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I'm Still Here

Iyana Esters | Minnesota, United States

In the early morning stands James in the Corktown neighborhood of Detroit, waiting for the food shelter to open, June 2019.

I’m Still Here is an ongoing documentary photo project, which began in 2019 that uses photography to illuminate the history, lives and resiliency of the Black American people who are today experiencing environmental racism including water inequities in Flint, Michigan, gentrification in Minneapolis and Saint Paul, Minnesota, and toxic environments in Detroit, Michigan.

Environmental racism is the disproportionate impact of environmental hazards on Black and other marginalized communities. The growing threat of climate change on different ecosystems and communities has exposed, more than ever before, the ways in which environmental racism plays out in the day-to-day lives. Many Black communities are exposed to toxic chemicals and aging infrastructure, gentrification with increased housing prices, contaminated drinking water, and the lack of healthy produce and foods. Life expectancies decline while chronic health issues increase in Black neighborhoods.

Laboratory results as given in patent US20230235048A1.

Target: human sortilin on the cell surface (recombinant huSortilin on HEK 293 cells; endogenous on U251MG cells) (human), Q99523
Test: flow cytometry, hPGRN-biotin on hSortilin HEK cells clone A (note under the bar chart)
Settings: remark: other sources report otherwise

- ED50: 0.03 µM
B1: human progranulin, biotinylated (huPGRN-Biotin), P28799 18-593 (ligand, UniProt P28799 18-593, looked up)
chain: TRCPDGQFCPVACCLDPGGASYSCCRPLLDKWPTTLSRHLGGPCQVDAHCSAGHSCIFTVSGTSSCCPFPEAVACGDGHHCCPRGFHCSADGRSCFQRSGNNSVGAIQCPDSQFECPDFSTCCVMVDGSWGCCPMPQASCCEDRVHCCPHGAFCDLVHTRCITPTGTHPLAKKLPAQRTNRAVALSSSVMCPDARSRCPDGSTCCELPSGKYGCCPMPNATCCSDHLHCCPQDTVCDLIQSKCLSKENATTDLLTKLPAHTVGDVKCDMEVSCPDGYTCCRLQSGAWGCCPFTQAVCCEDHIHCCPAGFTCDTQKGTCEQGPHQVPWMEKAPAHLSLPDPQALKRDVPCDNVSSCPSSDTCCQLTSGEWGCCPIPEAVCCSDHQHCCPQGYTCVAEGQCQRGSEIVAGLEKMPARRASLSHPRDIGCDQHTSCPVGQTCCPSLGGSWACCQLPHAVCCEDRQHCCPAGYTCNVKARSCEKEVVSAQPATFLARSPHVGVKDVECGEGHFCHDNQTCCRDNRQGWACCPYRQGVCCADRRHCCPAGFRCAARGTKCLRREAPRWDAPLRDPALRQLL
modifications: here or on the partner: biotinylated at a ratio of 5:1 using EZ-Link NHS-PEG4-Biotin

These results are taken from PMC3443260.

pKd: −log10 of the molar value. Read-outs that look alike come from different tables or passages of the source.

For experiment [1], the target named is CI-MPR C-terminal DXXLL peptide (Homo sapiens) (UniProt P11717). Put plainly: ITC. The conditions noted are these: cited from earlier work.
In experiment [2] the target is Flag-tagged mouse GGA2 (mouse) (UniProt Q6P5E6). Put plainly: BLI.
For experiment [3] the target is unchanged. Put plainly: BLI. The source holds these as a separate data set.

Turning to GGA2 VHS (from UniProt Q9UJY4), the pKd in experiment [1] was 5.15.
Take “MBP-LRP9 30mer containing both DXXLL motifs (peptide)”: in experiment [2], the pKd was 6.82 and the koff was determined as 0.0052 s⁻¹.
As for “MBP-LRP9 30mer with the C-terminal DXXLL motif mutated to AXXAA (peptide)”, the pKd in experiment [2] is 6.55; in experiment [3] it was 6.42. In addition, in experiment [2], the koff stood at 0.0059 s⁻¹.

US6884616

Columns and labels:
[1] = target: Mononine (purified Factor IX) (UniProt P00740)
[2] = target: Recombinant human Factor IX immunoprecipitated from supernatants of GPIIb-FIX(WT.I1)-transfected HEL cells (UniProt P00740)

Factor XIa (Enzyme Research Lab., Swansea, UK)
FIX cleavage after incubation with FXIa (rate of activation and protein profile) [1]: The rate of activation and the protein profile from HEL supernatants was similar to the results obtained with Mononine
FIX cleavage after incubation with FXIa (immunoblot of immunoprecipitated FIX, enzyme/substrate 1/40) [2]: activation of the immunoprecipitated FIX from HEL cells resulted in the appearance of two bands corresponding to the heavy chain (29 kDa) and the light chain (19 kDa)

While currently living in Colombia, Iyana Esters is a visual storyteller and teaching artist from the United States with a wild west Nevada upbringing and deep southern Louisiana and Mississippi roots. She received her B.S. in Community Health Sciences from the University of Nevada, Reno and her M.P.H. in Behavioral, Social, and Community Health from Indiana University.​ She combines art with her expertise in public health to empower Black and other marginalized communities, using photography as a lens to document the human impact of environmental racism and celebrate Black life, history, practices, and rituals. An emerging photographer, Iyana works primarily in long-form photography and documentary. She feels sense of freedom and purpose as her camera reveals the world to her through storytelling.

soulwellknwn@gmail.com

@soulwellknwn

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